Thursday is Recorder Day. Every Thursday morning I gather up my bag of recorders and sheet music, and the separate case containing my bass recorder, and lug them in to work. At lunch I meet with three other people (on a good day), and we play a variety of things ranging from Early Music to relatively modern klezmer.
For those who aren't familiar with them, the recorder is the ancestor of the modern transverse flute. It's played differently; instead of blowing across an opening, you blow into a mouthpiece. It's similar in that regard to a tin whistle. They come in a variety of sizes, and on a good day we'll play four part music, Soprano, Alto, Tenor, and Bass. The ranges aren't the same as the choral parts of the same name; I believe the overall tonal range is about half that of a choir.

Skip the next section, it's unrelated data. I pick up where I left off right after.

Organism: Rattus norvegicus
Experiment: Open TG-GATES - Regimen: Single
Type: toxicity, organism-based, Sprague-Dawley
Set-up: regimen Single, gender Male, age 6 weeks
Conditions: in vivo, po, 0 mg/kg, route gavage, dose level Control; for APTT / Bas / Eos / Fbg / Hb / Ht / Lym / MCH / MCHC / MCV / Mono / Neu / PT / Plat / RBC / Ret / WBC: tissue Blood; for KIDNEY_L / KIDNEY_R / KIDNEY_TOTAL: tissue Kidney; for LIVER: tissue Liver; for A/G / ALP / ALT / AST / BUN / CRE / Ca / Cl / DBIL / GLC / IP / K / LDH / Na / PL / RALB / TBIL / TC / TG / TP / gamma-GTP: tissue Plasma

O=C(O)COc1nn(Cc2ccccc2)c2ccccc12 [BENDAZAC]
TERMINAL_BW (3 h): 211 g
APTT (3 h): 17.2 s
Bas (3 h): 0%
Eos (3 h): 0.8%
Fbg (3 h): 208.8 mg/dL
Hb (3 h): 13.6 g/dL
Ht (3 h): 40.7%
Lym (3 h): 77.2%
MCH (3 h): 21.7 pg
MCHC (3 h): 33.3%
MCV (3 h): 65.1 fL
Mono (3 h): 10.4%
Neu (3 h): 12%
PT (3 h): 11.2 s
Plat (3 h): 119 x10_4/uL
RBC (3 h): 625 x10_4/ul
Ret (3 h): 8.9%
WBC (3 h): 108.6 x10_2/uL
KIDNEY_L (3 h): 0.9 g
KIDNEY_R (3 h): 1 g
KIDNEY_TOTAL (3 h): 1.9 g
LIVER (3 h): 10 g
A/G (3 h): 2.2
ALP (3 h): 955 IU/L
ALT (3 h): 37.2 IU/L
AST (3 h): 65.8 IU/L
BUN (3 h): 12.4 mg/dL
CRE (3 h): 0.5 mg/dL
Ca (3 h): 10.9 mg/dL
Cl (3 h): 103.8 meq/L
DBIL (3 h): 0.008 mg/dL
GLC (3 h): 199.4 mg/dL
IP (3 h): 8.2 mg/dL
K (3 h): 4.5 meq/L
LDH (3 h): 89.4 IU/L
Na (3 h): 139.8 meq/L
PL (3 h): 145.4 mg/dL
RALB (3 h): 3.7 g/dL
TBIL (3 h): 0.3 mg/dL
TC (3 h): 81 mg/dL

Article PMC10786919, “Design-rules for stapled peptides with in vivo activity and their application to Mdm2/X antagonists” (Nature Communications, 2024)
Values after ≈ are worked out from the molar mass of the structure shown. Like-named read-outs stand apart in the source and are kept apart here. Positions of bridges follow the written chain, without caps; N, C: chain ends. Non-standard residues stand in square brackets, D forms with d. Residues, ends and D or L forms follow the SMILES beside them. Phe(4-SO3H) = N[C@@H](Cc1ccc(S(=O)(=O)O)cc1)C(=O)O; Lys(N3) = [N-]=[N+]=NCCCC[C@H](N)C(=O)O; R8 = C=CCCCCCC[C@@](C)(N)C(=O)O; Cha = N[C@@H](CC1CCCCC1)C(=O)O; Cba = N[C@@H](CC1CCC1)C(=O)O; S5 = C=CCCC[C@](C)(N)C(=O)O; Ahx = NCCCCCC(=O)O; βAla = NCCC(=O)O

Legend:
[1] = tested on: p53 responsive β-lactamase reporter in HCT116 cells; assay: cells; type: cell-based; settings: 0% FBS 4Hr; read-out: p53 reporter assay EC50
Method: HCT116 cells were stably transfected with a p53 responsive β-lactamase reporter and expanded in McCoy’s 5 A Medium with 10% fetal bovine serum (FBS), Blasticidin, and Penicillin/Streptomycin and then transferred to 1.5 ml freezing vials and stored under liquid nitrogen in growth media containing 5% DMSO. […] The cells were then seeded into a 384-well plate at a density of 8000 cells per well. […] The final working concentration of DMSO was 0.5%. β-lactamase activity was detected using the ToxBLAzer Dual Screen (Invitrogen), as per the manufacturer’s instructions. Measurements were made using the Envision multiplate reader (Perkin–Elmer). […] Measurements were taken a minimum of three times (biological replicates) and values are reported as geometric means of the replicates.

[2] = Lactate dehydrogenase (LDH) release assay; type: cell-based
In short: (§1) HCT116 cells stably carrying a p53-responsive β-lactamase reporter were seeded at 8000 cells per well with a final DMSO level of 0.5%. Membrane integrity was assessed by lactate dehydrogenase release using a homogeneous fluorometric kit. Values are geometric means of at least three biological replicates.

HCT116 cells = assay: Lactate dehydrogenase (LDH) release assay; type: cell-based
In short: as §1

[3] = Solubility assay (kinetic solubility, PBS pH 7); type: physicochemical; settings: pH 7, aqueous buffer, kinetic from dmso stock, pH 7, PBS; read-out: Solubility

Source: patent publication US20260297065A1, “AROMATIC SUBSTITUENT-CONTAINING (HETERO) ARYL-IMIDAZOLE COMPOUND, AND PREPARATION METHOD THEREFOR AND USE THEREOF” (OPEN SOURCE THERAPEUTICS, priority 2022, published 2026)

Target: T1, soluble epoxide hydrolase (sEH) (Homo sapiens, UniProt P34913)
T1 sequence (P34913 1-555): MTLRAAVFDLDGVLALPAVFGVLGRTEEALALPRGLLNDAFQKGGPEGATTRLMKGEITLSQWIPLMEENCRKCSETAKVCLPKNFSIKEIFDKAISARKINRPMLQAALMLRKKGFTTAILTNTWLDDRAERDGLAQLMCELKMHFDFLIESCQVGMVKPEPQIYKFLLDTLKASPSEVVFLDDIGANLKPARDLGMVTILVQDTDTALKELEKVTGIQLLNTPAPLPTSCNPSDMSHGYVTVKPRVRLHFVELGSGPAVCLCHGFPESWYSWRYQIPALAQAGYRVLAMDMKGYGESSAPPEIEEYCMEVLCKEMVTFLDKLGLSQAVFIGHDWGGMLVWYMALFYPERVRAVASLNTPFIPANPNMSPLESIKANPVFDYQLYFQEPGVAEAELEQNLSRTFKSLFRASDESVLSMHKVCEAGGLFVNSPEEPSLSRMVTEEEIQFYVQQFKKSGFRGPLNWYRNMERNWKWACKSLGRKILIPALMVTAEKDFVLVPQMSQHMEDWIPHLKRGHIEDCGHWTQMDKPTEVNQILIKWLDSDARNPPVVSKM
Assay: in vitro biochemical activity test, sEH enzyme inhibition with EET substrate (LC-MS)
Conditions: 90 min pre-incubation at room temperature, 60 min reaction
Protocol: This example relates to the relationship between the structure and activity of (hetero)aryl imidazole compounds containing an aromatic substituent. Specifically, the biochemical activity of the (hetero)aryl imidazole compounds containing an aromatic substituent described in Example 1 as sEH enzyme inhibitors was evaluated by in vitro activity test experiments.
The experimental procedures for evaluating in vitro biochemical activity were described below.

A bass recorder is a thing to see. Picture if you can a small bazooka, about four feet long, turned out of exotic hardwood and festooned with metal keywork. But if a bass recorder is a bazooka, today we were graced with the presence of a howitzer--Dave (Dave my co-worker, not Dave my little boy) was able to borrow a "great-bass". This beast is almost half again as long as a bass and speaks half-an-octave lower. You blow into a long metal tube called a bocal that curves up from your mouth about eight inches and disappears into the top of the recorder; you rest the bell of the recorder on your shoe--and you have to start blowing earlier than everybody else in the consort in order to have the note come out on time. It's heavy as all get out, and it doesn't sound nearly as good as it ought to.
Or that's what Dave keeps saying. But we all know he's trying to prevent himself from wanting one of his own.Posted by Will Duquette at October 3, 2002 04:59 PM